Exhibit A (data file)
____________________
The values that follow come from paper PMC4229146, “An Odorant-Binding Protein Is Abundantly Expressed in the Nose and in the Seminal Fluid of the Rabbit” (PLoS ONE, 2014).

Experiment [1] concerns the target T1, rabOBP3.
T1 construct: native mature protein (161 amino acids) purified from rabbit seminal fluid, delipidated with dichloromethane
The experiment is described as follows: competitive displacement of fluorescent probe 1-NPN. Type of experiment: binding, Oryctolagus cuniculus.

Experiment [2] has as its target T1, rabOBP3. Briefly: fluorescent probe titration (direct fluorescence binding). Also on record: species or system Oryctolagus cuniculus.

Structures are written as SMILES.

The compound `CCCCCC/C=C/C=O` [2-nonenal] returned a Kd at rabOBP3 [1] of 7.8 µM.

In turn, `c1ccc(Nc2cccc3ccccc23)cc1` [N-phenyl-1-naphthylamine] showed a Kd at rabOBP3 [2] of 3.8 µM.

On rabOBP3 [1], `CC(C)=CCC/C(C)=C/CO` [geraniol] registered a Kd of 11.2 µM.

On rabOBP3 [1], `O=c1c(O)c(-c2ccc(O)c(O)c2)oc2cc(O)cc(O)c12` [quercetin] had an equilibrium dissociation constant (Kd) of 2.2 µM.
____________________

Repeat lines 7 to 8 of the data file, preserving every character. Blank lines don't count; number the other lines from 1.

The compound `CCCCCC/C=C/C=O` [2-nonenal] returned a Kd at rabOBP3 [1] of 7.8 µM.

In turn, `c1ccc(Nc2cccc3ccccc23)cc1` [N-phenyl-1-naphthylamine] showed a Kd at rabOBP3 [2] of 3.8 µM.